PMQs verdict: Infected blood focus contrasts feverish
election speculation

PMQs verdict: Infected blood focus contrasts feverish election speculation

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Is Rishi Sunak about to call a snap general election?

That was the question boggling minds at Westminster this afternoon as the prime minister rose to the despatch box to fend off Keir Starmer’s weekly probing. The still-rampant speculation has been fuelled by a few sources: the first is the news today that inflation has fallen to 2.3 per cent, meaning the rate of price rises is now mightily close to the Bank of England’s 2 per cent target. It’s welcome news for Sunak, who has made lowering inflation a defining mission of his premiership.

But on top of this, and perhaps more strikingly, No 10 is today refusing to engage with the election rumours — it comes in stark contrast to previous SW1 speculation fits, when the prospect of a national poll has been fast ruled out by Sunak’s apparatchiks. It has also emerged in recent hours that the cabinet will meet at 4.15 pm today for an unspecified purpose, after which the prime minister will hold his weekly audience with the King. Curiouser and curiouser.

Despite this febrile backdrop, prime minister’s questions began with a rare show of cross-party unity as “bionic MP” Craig Mackinlay entered the chamber. The South Thanet MP returned to the commons today for the first time after suffering a life-threatening episode of sepsis which led to the amputation of his hands and feet. He was greeted with rapturous applause from MPs of all parties, which is technically banned under House rules. “We don’t allow clapping”, said the Speaker, “but this is an exception!”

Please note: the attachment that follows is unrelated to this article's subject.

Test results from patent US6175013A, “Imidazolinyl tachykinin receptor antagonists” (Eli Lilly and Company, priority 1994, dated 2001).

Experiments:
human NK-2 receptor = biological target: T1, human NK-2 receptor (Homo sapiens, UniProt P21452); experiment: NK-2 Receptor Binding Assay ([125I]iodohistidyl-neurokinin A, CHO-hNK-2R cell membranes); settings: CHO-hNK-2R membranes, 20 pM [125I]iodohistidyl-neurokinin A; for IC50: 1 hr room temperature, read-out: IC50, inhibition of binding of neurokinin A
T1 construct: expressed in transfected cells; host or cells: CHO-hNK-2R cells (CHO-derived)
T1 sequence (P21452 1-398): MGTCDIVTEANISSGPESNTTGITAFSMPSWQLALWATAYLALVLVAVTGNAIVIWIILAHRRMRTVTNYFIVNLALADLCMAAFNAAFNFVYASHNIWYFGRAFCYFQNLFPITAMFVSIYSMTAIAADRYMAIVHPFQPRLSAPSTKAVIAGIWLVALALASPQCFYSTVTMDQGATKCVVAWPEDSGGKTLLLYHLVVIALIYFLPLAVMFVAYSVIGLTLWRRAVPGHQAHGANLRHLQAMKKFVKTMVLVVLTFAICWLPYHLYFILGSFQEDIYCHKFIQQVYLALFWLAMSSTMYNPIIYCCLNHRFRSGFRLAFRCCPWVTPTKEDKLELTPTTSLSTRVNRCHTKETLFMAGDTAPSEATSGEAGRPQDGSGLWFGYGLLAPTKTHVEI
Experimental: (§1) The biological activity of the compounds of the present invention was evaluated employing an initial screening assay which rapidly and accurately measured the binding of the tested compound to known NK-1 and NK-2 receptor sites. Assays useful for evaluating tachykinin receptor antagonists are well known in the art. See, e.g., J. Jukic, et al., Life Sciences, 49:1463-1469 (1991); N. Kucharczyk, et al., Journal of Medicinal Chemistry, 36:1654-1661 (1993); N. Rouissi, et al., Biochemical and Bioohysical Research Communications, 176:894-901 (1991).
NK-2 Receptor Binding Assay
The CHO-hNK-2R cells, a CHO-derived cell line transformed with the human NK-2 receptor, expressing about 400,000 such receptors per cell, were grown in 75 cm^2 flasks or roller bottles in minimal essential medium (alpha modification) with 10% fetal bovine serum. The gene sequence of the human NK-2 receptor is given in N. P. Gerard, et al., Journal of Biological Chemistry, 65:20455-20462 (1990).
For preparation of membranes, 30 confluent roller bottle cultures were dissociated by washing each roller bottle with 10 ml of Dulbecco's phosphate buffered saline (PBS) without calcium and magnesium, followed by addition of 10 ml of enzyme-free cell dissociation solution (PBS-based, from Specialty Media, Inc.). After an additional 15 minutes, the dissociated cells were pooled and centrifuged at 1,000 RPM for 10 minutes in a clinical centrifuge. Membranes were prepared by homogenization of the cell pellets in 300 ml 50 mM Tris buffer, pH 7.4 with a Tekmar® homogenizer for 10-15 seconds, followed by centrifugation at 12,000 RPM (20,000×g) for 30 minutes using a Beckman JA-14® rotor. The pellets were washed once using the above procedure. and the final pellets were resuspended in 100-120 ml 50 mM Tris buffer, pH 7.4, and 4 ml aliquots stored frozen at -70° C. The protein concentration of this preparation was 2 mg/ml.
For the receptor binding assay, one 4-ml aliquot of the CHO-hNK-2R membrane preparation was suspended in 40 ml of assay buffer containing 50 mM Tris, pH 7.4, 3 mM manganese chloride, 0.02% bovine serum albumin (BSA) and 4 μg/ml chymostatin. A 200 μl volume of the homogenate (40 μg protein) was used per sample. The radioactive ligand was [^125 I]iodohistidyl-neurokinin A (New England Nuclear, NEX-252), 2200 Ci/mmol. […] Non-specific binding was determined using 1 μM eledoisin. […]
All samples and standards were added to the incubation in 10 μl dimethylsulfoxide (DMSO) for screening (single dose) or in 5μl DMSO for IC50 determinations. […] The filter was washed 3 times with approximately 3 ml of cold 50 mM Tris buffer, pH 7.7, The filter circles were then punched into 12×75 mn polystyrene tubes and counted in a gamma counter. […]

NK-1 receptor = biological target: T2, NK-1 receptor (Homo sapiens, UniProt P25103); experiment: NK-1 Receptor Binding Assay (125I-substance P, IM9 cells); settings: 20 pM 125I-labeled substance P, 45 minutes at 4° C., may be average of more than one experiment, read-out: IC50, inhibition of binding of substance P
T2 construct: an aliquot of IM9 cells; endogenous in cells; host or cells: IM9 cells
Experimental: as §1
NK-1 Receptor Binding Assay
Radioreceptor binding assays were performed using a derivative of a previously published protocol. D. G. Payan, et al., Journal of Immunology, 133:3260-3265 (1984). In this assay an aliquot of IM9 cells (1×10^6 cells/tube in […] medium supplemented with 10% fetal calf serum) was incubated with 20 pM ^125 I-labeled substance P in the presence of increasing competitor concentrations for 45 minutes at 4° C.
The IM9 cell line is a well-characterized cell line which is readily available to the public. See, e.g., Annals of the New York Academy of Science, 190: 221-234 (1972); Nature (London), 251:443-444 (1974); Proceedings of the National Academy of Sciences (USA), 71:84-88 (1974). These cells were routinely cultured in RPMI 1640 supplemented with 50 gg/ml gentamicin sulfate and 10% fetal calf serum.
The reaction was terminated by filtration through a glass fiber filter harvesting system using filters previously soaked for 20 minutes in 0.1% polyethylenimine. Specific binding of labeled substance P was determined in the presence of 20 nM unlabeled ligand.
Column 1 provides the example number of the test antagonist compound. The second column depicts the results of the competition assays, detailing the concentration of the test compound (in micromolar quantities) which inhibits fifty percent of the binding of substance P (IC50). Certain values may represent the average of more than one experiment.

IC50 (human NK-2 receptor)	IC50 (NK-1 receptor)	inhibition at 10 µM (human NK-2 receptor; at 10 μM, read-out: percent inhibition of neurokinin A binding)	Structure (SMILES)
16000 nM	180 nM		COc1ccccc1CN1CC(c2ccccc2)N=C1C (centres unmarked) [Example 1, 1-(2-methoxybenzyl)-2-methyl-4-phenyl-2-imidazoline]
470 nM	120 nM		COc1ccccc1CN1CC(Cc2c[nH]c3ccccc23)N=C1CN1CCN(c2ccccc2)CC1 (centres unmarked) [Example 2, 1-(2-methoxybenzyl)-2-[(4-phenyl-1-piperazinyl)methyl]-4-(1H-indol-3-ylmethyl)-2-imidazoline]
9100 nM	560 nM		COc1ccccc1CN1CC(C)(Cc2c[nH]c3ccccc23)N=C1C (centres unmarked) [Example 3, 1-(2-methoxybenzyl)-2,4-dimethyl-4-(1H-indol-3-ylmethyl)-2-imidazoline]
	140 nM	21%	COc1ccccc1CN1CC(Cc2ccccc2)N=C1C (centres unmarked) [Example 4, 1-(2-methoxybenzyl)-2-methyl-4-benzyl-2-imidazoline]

After a short statement from the Speaker, both Sunak and Starmer paid tribute to the emotional Mackinlay, with the PM hailing his “incredible resilience”. The Labour leader reflected on the Conservative MP’s “courage and determination” as well as his “deep sense of service”. “It is an example for all of us”, Starmer concluded.

Starmer today, with his reflections on Mackinlay’s return and subsequent questioning, sought to assume the role of subdued but thoughtful statesman. Indeed, in his probing of Sunak, the Labour leader refused at every turn to veer into political point-scoring, focussing entirely on the infected blood scandal. This, of course, had the happy consequence of steering attention away from the inflation news today, which was clearly Sunak’s preferred topic; that is, based on the planted question courtesy of Conservative MP Eliot Colburn. The PM responded to Colburn by insisting his “plan is working”, naturally.

Starmer’s first question called for a “duty of candour” to be enshrined in law, which would compel public authorities and officials to tell the truth and proactively cooperate with official investigations. Sunak responded that he would “take time to fully digest” the infected blood inquiry’s findings, published on Monday, but clarified that the government was “sympathetic” to the recommendations made.

Starmer later asserted that the “very culture of the NHS needs to change” — which, even in light of the infected blood scandal, is a striking statement from a Labour leader. The prime minister agreed with Starmer’s suggestion, adding that the NHS had “failed people, it let them down”.